debrafidel1987Debra Evenson Venceremos International Award

The Debra Evenson Venceremos International Award is presented on an annual basis as a national Guild award to honor outstanding international legal work, legal solidarity, international advocacy, and justice beyond borders, in the tradition of Debra Evenson. Former Guild President Debra Evenson was a leading expert on Cuba’s legal system, a law professor and a pioneering advocate of international solidarity in legal work.

The recipient of the annual award is selected by the Steering Committee of the International Committee and is presented annually at the NLG Law for the People Convention.

Debra Evenson Venceremos International Award Recipients
2011: Leonard Weinglass
Leonard Weinglass (award presented posthumously) graduated from Yale Law School in 1958 and went on to defend some of the most significant political cases of the century. He represented Tom Hayden of Students for a Democratic Society when Hayden was indicted in the Newark riots. During the Vietnam War, he provided counsel to Anthony Russo in the Pentagon Papers case, and in 1969 he co-chaired the Chicago Seven case, ultimately helping to overturn all the guilty verdicts. He also represented Puerto Rican independence fighters Los Macheteros, eight Palestinian organizers facing deportation known as the L.A. 8, and Jane Fonda in her suit against Richard Nixon. And for many years Weinglass served as lead attorney for Mumia Abu-Jamal. In 2002, he joined the appeals team of the political prisoners known as the Cuban Five. Because of the U.S. government’s politically-motivated persecution of the Five, Weinglass firmly believed—even as he worked night and day on their legal case—that victory is not possible without political solidarity and public pressure. In addition to full-time legal work for the Five, Weinglass spoke on their behalf at many anti-war protests, public forums, and press conferences, at home and abroad.  Weinglass was especially loved by the Cuban Five, their families and the Cuban people.
2012: Jeanne Mirer
Jeanne Mirer is Co-Chair of the International Committee.  She is currently President of the International Association of Democratic Lawyers, a founding Board Member of the International Commission for Labor Rights and a Board Member of the Sugar Law Center. Additionally, Jeanne is a member of the Core and the National Board of the Vietnam Agent Orange Relief & Responsibility Campaign. She has been a member of the NLG for 42 years and has held numerous positions in the Guild. She practices labor, employment and civil rights law  in New York City. Among her clients are Vietnamese victims of Agent Orange who have taken to court the U.S. chemical companies that profited from manufacturing the poison. In addition to the Guild and the IADL, she is a member of the AFL-CIO Lawyers Coordinating Committee, the National Employment Law Association, and the NAACP.  Jeanne has a deep and extensive history of work in both the international and domestic sphere, including the application of international laws, standards and treaties to the United States. She has authored and co-authored countless white papers, briefs, and articles on everything from the human right to peace, to Agent Orange, to drones, to women’s rights, to labor law and international law.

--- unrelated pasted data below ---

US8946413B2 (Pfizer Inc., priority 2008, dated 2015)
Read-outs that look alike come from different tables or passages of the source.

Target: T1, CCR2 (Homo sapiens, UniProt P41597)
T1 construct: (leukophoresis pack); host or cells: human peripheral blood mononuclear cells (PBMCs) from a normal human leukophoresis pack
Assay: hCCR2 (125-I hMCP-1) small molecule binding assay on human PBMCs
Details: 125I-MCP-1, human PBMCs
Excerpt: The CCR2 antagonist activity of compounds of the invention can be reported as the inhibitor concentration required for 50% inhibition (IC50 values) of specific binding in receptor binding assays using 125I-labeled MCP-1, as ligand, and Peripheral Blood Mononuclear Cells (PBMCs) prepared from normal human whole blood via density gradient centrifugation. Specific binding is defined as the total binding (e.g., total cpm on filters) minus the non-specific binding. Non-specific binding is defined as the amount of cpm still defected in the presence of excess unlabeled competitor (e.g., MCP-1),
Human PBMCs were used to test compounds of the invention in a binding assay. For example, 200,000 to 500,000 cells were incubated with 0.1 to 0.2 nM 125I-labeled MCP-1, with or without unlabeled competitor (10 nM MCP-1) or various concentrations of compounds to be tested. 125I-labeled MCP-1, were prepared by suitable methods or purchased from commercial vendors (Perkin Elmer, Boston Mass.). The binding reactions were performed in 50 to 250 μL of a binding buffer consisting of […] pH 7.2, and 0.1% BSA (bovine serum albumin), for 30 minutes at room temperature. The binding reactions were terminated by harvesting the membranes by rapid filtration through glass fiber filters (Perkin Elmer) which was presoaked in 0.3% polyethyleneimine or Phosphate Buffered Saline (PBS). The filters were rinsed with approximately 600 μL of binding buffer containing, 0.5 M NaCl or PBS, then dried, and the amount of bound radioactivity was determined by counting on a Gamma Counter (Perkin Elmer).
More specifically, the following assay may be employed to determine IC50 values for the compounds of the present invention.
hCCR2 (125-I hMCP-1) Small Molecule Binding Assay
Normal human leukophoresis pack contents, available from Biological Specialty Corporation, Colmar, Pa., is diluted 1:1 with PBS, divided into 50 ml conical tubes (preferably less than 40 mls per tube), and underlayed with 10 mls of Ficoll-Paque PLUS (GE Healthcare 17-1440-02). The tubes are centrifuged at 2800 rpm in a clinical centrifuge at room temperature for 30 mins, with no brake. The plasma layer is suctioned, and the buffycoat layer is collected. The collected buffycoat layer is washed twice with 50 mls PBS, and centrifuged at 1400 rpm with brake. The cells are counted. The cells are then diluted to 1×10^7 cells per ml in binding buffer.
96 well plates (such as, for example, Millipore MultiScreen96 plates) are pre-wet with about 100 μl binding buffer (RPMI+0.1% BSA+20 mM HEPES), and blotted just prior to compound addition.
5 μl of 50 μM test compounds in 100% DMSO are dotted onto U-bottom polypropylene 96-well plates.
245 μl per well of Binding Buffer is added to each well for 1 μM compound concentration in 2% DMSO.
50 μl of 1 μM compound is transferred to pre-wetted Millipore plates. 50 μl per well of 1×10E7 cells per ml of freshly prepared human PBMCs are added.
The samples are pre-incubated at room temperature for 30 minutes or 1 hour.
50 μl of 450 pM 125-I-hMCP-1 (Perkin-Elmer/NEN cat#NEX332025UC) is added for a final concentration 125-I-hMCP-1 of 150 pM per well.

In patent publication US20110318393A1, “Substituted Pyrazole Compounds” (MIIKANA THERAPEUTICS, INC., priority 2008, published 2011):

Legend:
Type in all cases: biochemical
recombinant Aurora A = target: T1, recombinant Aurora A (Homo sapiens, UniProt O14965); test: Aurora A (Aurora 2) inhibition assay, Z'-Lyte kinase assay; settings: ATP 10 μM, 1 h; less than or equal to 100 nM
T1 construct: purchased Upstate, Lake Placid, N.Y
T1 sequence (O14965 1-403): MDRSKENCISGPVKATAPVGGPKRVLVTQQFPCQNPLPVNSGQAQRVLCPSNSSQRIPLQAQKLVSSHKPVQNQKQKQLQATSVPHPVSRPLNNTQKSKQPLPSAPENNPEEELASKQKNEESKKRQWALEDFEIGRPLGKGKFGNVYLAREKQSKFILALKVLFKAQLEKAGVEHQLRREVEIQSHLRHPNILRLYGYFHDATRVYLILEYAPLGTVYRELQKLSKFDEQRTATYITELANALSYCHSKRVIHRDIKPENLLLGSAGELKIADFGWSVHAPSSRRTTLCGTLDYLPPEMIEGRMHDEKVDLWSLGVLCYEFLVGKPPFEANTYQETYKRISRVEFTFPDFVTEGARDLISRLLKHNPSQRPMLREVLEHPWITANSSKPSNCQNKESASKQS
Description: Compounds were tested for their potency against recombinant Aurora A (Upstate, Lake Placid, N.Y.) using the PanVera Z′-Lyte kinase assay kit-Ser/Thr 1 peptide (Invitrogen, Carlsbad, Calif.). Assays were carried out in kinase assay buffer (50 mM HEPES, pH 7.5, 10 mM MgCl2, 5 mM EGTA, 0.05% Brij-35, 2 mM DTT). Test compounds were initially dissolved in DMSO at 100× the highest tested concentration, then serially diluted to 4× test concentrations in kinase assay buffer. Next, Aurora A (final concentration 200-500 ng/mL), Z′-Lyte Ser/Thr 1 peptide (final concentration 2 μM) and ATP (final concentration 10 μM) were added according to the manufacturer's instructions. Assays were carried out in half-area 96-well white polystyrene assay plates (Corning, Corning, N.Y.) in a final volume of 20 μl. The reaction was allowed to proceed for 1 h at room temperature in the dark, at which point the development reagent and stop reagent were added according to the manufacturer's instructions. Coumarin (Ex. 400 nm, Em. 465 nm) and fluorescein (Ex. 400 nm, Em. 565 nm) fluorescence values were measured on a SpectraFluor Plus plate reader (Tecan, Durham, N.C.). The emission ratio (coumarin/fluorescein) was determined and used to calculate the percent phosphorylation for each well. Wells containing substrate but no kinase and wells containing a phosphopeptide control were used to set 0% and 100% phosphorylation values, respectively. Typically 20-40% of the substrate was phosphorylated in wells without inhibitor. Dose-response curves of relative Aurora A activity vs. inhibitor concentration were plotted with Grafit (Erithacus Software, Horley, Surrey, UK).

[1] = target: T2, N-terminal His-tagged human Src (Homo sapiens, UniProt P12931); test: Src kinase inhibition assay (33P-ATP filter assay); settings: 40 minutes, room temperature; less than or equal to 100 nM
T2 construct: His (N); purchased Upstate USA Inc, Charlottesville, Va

2013: Ann Fagan Ginger
Ann Fagan Ginger is an American lawyer, teacher, writer, and political activist. One of the Guild’s longest-serving and most respected members, he persevered in the face of rampant sexism in and out of the Guild, appearing as the only female delegate at the first racially integrated meeting of lawyers in the South, arguing before the Supreme Court, and guiding the NLG through the Red Scare. Faced with hostility from the House Un-American Activities Committee, the FBI, and Attorney General Herbert Brownell, she successfully fought the listing of the NLG as a subversive organization and kept its organizational core intact. Ann is a founder and the executive director of the Meiklejohn Civil Liberties Institute in Berkeley. Ann practiced law for many years in Berkeley, California. She has been a visiting professor of law at a number of schools in California and Washington, is the author of many books and articles, and lectures widely. She is an expert in civil liberties law and peace law under the statutes of the United States and the United Nations, and has argued and won before the U.S. Supreme Court. She was the Chair of the City of Berkeley Commission on Peace and Justice from 1986-1989 and Vice-Chair from 1989-1999.
2014: Brian Concannon